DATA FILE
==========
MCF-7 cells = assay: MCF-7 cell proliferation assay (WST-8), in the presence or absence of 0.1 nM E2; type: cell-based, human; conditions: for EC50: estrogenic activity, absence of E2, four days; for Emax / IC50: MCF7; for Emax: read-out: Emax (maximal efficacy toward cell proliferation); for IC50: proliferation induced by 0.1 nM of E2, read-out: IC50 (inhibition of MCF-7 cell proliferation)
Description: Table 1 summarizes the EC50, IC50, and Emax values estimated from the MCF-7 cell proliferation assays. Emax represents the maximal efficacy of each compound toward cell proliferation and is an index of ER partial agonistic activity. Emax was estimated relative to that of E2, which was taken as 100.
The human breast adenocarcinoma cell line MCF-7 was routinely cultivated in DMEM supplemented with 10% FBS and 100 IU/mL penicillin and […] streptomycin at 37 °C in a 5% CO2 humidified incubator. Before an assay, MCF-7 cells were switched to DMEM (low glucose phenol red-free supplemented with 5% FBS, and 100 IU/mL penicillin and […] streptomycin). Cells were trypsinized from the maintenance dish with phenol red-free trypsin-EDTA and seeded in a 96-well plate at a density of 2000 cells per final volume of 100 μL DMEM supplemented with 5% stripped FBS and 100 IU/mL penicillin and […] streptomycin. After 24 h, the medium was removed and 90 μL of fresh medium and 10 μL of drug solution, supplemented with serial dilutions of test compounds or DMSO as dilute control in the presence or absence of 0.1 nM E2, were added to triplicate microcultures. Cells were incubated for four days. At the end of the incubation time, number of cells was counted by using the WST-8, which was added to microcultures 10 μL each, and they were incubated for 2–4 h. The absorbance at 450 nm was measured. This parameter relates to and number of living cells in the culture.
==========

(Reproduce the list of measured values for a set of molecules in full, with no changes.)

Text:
MCF-7 cells = assay: MCF-7 cell proliferation assay (WST-8), in the presence or absence of 0.1 nM E2; type: cell-based, human; conditions: for EC50: estrogenic activity, absence of E2, four days; for Emax / IC50: MCF7; for Emax: read-out: Emax (maximal efficacy toward cell proliferation); for IC50: proliferation induced by 0.1 nM of E2, read-out: IC50 (inhibition of MCF-7 cell proliferation)
Description: Table 1 summarizes the EC50, IC50, and Emax values estimated from the MCF-7 cell proliferation assays. Emax represents the maximal efficacy of each compound toward cell proliferation and is an index of ER partial agonistic activity. Emax was estimated relative to that of E2, which was taken as 100.
The human breast adenocarcinoma cell line MCF-7 was routinely cultivated in DMEM supplemented with 10% FBS and 100 IU/mL penicillin and […] streptomycin at 37 °C in a 5% CO2 humidified incubator. Before an assay, MCF-7 cells were switched to DMEM (low glucose phenol red-free supplemented with 5% FBS, and 100 IU/mL penicillin and […] streptomycin). Cells were trypsinized from the maintenance dish with phenol red-free trypsin-EDTA and seeded in a 96-well plate at a density of 2000 cells per final volume of 100 μL DMEM supplemented with 5% stripped FBS and 100 IU/mL penicillin and […] streptomycin. After 24 h, the medium was removed and 90 μL of fresh medium and 10 μL of drug solution, supplemented with serial dilutions of test compounds or DMSO as dilute control in the presence or absence of 0.1 nM E2, were added to triplicate microcultures. Cells were incubated for four days. At the end of the incubation time, number of cells was counted by using the WST-8, which was added to microcultures 10 μL each, and they were incubated for 2–4 h. The absorbance at 450 nm was measured. This parameter relates to and number of living cells in the culture.